The Fender VG Stratocaster

Posted in Design, Gadgets, Home Studio, Music with tags , , , , , , on 11/03/2012 by Baghead Kelly

My favourite guitar is my Fender VG Stratocaster, which I call ‘Freddy’. I love it for multiple reasons including the fact that it was the first decent guitar that I ever owned. Nostalgia aside I think it is still a great guitar on its own merits. Based around an American Series Stratocaster the VG was introduced in 2007 where it won “Best In Show” at NAMM but was discontinued after April Fools Day in 2009. The VG was a collaboration between Roland and Fender and featured electronic modelling to give it some unique features or at least unique at the time. Two extra knobs were included; The T knob (Tuning) and the M knob (Mode)

Mode :

  • Normal
  • Stratocaster
  • Telecaster,
  • Humbucking
  • Acoustic

Within the guitar modelling mode I would have to say that Normal and Stratocaster are somewhat smoke and mirrors. Normal isn’t really a feature it is…well, normal and in case Fender don’t realise it you are actually playing on a Stratocaster (you could play around with the tone knob to achieve the same results). Telecaster comes under the same umbrella and as I own a Tele I would have to say it doesn’t even come close to the real thing. For Humbucking you could read ‘Les Paul’ and I love it and use this a lot to give that warmer tone. Acoustic is also terrific and one of my favourites. Another thing about this guitar particularly with the acoustic mode is that its easy to play and there are a lot of songs that I struggle to play on a real acoustic but I can play perfectly on the VG in acoustic mode.

Tuning :

  • Normal,
  • Drop D,
  • Open G,
  • Baritone,
  • 12 String.

The ability to change tunings at the drop of a switch was a major selling point for me. Drop D in case you don’t already know has the bass E string tuned down a tone (DADGBE). Now this is not hard to do in a live situation as it is, after all only one string but it’s a popular tuning and I use it a fair bit. Open G is the big attraction for me being a Keith Richards fan and is the altered tuning I use most often. The ability to throw in an G song into your set whenever you like and then revert back to standard is pretty damned cool. DADGAD or Dsus4 tuning, is a modal tuning that is very popular in Celtic music. Unfortunately I’m not much into this folk tuning but I sometimes have a crack at Led Zeppelin’s “Kashmir”. Baritone – baritone tuning is tuned lower than the guitar, but with the same relative tuning. There are variations on the theme and in this case it is based on the quart bass; the same as standard but lowered a fourth (BEADF#B). I fool around with this tuning a bit just to see what songs sound like relative to my voice. Sometimes I come up with little surprises. I also capo this tuning on the fourth fret to give me Hendrix’s Eb tuning, handy if your playing along with the records and Eb quite often suits my voice. 12 String – the option of six and twelve strings is really handy to have on board and colours your repertoire nicely all on one guitar. I have read criticisms of the sound of the two acoustic models but for my money they sound authentic and are a major plus in this guitars arsenal.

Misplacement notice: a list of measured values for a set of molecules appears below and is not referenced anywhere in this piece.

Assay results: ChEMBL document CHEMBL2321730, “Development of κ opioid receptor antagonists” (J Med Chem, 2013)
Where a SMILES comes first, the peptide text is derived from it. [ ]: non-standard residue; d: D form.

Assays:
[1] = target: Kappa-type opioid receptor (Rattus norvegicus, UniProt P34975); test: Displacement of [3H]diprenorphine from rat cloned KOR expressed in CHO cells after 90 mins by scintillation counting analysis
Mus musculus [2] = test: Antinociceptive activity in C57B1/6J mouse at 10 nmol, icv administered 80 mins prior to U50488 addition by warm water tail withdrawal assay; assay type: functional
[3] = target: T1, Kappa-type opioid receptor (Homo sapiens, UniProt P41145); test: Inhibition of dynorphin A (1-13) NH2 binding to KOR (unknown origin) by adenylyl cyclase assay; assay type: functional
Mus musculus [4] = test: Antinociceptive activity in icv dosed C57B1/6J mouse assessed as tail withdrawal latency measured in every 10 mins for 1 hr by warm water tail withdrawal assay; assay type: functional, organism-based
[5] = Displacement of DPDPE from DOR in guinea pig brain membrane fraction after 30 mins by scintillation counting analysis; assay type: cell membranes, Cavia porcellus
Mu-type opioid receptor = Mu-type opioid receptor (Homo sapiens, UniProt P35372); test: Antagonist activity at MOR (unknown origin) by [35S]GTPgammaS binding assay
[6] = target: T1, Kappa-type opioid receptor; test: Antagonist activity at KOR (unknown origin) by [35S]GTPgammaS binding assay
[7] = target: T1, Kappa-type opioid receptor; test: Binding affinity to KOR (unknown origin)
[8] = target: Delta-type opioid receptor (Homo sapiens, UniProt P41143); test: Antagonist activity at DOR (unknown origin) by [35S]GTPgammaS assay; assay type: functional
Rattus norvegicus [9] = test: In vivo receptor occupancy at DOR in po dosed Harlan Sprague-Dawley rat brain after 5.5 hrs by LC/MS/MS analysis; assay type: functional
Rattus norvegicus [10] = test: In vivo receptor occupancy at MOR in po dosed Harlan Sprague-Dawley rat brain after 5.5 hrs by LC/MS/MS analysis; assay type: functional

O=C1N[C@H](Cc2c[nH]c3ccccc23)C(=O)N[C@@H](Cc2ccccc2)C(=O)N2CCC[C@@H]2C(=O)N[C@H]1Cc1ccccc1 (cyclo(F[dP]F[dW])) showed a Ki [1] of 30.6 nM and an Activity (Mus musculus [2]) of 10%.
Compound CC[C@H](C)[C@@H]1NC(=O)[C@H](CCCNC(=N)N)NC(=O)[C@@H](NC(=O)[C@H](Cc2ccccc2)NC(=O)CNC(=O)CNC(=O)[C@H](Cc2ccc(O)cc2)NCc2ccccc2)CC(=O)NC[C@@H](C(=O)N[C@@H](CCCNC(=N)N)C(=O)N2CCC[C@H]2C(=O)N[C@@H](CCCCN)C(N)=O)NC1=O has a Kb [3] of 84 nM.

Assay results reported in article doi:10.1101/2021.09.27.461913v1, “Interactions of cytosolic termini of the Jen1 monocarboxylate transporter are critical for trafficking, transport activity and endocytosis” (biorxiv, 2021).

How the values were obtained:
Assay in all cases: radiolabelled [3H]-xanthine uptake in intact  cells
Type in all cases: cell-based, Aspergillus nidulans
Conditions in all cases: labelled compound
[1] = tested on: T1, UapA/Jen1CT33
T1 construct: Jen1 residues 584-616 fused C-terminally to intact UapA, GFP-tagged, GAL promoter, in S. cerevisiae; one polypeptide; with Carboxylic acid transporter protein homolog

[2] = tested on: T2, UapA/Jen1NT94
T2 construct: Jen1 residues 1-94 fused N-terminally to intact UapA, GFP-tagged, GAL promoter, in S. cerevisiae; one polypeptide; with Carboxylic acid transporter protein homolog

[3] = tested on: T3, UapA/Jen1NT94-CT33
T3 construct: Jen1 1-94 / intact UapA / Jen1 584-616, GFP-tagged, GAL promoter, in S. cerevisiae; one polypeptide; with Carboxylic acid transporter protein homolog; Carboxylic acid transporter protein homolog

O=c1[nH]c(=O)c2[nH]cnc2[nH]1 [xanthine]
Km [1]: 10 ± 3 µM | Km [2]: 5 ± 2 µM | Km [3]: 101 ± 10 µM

*Note; The Tuning functions don’t work if Mode is in Normal. Tuning functions are also relative, that is if you tune down to E flat, all of these tunings will transpose down a half step.

Many criticisms were cited for the guitar’s demise including price. In my opinion this was a fair cop but some of the other criticisms were somewhat unfair.

The choice of tunings has long been a bone of contention within VG forums and it must be said that there is merit to this argument. I don’t know why these tunings were chosen but a user defined system would be the ultimate guitar. Imagine being able to program your guitar to any tuning that you could think of and then switch between say half a dozen options at the flick of a switch. At the very least the inclusion of open E would have been a bonus.

The use of batteries to power the modelling system was often sprouted as an issue but having a second wire attached to the guitar cable seems to me, to be more problematic. In the owners manual the use of nickel–metal hydride batteries (Ni-MH) is recommended and is indeed the key to powering up the system for acceptable periods of time (my experience is 1 hour for normal batteries and 4 hours for rechargeable NiMh). I personally like GP ReCyko+ batteries because they were easy to identify the + ends and they worked well but interestingly my local supplier discontinued them because they said that people were having problems with them and they were replaced with the ‘eneloop’ brand. I’m looking for a new supplier. One issue I do have with the battery system is the fact that when they do run out the sound deteriorates rapidly and sounds fairly ugly at high volume levels. A second battery pack would therefore be an advantage.

Rise of the Phoenix : Roland G-5